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By Emily Bleeker

I took all of my kids with me to Target today. Yeah, you all know what that is like–lots of requests, lots of “where is your brother?” and plenty of forgotten items on my list. As I was checking out, there was a woman ahead of me on the phone, clearly in a hurry, and the cashier wasn’t moving fast enough for her. She rolled her eyes, first to herself and then she looked at me as though I was going to play along with her “can you believe this” game. I gave her a smile and a shrug as I managed my kiddos who were blissfully unaware of the drama ahead of us and placed my last items on the belt. Then the woman slammed on the counter, making us all jump, and said “COME ON!!!! Push the button!”

The cashier was a young woman with dark, curly hair and adorable glasses and looked vaguely familiar. When the woman slammed on the counter, she jumped and turned around, confused. Then taking it all in she said, “I’m deaf!” and pointed to a small handwritten sign on her register that said: HELLO, I’m deaf.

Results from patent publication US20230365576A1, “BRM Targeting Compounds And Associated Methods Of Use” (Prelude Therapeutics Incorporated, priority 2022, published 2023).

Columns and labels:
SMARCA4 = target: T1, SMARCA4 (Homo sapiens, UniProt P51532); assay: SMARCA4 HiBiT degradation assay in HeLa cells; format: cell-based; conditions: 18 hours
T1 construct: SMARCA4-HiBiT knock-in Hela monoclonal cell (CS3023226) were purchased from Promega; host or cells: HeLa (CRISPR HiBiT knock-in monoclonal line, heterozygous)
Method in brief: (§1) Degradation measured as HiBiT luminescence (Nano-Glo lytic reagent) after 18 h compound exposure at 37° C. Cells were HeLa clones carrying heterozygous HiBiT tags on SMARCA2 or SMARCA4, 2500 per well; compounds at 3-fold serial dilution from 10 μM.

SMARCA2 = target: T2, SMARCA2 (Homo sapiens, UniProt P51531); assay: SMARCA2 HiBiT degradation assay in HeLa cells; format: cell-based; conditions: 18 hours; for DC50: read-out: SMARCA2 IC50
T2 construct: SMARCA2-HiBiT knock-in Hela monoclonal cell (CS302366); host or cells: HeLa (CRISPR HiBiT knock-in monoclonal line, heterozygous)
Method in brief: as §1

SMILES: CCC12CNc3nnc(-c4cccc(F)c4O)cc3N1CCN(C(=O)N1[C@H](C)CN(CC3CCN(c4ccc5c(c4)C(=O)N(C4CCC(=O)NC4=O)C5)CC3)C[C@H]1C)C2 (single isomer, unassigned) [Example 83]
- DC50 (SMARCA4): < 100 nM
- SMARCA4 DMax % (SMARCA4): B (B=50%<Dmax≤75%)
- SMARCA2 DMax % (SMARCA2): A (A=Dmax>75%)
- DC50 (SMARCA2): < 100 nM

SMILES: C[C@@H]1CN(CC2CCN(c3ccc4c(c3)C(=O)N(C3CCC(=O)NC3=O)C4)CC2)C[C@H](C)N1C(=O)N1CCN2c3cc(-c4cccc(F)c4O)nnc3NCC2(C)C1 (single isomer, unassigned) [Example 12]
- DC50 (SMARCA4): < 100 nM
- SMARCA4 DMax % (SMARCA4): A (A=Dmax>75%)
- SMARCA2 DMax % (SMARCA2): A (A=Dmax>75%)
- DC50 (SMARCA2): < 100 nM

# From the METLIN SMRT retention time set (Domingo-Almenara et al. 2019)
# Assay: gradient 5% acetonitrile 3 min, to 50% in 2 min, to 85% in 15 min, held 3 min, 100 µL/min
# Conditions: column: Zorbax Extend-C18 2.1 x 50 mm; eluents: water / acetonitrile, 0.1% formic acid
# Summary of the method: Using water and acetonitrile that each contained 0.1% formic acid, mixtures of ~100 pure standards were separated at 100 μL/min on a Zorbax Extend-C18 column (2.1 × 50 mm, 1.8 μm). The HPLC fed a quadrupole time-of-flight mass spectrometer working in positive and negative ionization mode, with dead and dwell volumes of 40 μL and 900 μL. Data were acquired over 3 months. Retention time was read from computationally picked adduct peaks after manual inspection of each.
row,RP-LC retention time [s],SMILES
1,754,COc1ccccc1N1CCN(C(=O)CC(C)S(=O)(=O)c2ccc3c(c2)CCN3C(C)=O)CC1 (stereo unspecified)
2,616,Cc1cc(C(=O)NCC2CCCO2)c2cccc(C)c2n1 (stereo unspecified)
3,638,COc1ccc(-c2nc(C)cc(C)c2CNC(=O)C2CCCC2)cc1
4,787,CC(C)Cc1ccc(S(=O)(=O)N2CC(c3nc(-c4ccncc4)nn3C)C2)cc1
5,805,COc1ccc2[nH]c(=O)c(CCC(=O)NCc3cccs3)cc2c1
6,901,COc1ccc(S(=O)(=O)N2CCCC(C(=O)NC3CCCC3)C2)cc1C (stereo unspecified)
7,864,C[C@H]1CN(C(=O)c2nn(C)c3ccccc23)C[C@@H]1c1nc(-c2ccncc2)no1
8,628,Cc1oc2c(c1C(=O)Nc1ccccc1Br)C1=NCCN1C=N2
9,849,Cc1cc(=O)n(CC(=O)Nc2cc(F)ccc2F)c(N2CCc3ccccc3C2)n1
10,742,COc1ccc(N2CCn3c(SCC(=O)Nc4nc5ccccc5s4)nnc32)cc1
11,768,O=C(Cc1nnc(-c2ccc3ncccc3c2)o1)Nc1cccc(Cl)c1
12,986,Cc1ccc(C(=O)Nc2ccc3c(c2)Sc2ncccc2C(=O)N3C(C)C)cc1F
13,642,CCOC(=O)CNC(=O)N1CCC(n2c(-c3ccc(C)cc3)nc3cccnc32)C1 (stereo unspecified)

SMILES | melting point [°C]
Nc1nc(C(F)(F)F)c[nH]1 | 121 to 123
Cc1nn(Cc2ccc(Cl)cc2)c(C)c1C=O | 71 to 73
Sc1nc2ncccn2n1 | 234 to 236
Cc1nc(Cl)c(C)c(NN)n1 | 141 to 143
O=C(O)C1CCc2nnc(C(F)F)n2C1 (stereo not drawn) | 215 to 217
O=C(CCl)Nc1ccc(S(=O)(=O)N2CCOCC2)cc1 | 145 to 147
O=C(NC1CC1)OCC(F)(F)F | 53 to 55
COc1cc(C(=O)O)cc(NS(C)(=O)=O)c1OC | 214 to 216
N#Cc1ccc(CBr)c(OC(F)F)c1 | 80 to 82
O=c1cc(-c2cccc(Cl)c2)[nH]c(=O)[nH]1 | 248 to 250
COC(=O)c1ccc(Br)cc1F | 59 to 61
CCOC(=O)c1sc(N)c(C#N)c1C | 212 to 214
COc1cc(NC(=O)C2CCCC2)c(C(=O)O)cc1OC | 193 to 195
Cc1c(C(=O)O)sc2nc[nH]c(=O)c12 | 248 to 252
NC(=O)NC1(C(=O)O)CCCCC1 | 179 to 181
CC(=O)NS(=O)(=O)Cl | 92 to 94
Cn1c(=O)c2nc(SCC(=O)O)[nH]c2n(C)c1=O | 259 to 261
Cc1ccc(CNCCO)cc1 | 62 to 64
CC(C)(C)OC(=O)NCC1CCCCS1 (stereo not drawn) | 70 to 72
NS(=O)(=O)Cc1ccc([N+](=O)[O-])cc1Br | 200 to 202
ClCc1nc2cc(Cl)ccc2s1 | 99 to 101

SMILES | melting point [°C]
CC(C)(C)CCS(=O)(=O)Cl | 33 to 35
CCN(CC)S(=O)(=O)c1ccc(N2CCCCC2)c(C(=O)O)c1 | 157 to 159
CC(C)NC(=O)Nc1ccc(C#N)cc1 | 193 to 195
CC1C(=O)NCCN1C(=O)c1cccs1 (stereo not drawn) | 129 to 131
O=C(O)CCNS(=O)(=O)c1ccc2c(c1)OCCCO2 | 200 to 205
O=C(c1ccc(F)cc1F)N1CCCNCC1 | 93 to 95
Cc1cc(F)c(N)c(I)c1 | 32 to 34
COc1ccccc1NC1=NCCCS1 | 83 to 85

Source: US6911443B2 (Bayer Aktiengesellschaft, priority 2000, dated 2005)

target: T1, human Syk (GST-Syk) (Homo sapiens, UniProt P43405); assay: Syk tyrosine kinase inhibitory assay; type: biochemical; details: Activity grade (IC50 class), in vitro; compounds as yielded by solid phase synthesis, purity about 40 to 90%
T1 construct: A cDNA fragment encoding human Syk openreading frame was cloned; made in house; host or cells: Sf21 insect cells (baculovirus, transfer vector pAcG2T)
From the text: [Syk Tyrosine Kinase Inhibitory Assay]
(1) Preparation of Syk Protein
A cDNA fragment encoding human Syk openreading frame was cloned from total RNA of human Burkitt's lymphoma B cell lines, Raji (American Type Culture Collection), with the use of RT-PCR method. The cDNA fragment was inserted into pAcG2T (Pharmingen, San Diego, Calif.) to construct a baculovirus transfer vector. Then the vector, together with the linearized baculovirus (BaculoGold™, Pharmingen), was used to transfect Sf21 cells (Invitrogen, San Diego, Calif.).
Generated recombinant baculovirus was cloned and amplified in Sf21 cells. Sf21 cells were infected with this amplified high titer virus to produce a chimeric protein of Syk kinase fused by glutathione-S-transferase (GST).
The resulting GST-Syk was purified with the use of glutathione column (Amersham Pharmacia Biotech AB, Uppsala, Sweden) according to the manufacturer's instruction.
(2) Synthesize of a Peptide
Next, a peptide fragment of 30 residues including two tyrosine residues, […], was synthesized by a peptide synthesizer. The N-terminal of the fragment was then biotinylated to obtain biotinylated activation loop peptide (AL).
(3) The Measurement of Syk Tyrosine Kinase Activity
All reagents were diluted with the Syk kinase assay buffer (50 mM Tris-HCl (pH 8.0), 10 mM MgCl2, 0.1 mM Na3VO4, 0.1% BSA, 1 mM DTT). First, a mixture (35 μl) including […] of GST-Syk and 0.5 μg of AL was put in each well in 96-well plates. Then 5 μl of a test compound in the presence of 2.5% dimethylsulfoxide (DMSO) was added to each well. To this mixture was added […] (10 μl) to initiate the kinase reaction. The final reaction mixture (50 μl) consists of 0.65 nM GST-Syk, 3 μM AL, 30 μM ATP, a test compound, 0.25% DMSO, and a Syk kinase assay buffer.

The angry woman didn’t seem to care. She rolled her eyes at me again, and this time I looked at my feet. The cashier also looked to me with tears in her eyes, and I tried to give her a little okay sign and smile. I wish I’d done or said more. When the woman snatched her receipt and walked off in a huff, I took my place in front of the register. The young woman looked at me and mouthed, “I forgot my badge today. Everyone keeps getting mad. That’s why I made the sign.”

I remembered why she looked familiar. She’d checked me out before but with a little tag under her name that said: “I’m Deaf.”

I felt terrible about the way she’d been treated and tried to tell her that it wasn’t her fault. I tried to find a way to show her that she was doing a good job, but I don’t know that I helped much. We were both shook up, and I’m sure she went home feeling heavier that day.

As we were walking away, my kids asked me, “Mom, why was that woman so mean to her? Didn’t she see her sign?”